He may be waiting a while. Denise Ponyik-Dale, an Alcatel-Lucent spokesman based in the U.S., said Wednesday that the Primus Canada Hamilton trial “has been completed successfully.” Told that the carrier is expecting updated equipment, she said as far as she knows, “we have completed our contractural obligations” to Primus Canada.
This isn’t merely a matter of performance. Ideally, Chislett acknowledged, he’d like to have more than one supplier to choose from if service goes ahead.
What else is holding up spectrum holders? Money, for one. Clearwire has the benefit of some US$3 billion from backers including Intel, which makes mobile WiMAX-capable Centrino 2 chipsets for laptops. Once Primus Canada gets trial results it’s happy with, Chislett said he’ll have to come up with a business case for selling service. Then Mipps, as the infrastructure provider, will have to find the money to build the network. As Chislett pointed out, in today’s financial environment that won’t be easy.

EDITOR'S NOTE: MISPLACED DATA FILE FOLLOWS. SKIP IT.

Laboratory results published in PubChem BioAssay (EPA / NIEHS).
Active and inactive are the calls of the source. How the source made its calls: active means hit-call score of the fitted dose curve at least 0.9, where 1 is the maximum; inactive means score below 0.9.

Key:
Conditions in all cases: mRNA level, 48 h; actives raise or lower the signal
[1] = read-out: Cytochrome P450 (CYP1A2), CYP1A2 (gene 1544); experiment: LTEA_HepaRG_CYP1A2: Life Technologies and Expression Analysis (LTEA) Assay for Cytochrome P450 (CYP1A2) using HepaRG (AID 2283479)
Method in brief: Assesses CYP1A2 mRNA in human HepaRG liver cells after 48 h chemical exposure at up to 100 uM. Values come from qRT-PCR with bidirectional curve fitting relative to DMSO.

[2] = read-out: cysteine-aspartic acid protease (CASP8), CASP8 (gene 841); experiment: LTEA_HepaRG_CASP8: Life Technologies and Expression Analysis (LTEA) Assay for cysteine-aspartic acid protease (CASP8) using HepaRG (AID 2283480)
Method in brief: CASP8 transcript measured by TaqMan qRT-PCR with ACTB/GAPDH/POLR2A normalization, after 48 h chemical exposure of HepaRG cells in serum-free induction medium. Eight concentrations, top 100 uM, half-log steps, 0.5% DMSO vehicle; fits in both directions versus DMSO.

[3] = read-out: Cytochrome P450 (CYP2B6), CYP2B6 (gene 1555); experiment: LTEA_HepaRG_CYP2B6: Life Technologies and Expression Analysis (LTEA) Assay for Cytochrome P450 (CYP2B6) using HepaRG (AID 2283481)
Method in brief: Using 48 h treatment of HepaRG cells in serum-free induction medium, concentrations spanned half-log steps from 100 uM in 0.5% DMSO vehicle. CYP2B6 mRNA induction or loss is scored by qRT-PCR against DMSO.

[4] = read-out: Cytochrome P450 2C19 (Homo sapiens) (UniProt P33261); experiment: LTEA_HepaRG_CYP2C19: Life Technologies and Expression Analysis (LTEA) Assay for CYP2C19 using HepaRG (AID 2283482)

Then there’s the chicken-and-egg problem: Which comes first, the availability of mobile WiMAX-capable PC cards, USB dongles and laptops, or the network people can use them on? Spokespersons for Hewlett Packard Canada and Toshiba of Canada said their companies have no current plans to bring 802.16e-equipped laptops here because of the lack of networks.
Doug Cooper, country manager for Intel Canada, agreed in an interview Wednesday that device makers will hold back until there’s sufficient mobile WiMAX coverage from carriers. He said the chipmaker is “pretty bullish” on the technology. However, he thinks Canadian providers are waiting to see how much progress Clearwire makes.
But he believes waiting is a mistake. “We also think there’s a huge opportunity in the current economic situation to roll out broadband wireless data services, because WiMAX will not only be higher performance, it will also be lower cost” to carriers and users.
Michael Dixon, Motorola Canada’s vice-president of wireless networks, said it’s frustrating to see Canadian operators lagging behind the efforts of others around the world. Still, he said, “it’s not unusual. Canada is often one or two years behind the U.S. … it’s expected.”
As for Primus Canada, Chislett hopes to expand the Toronto test into a market trial later this year.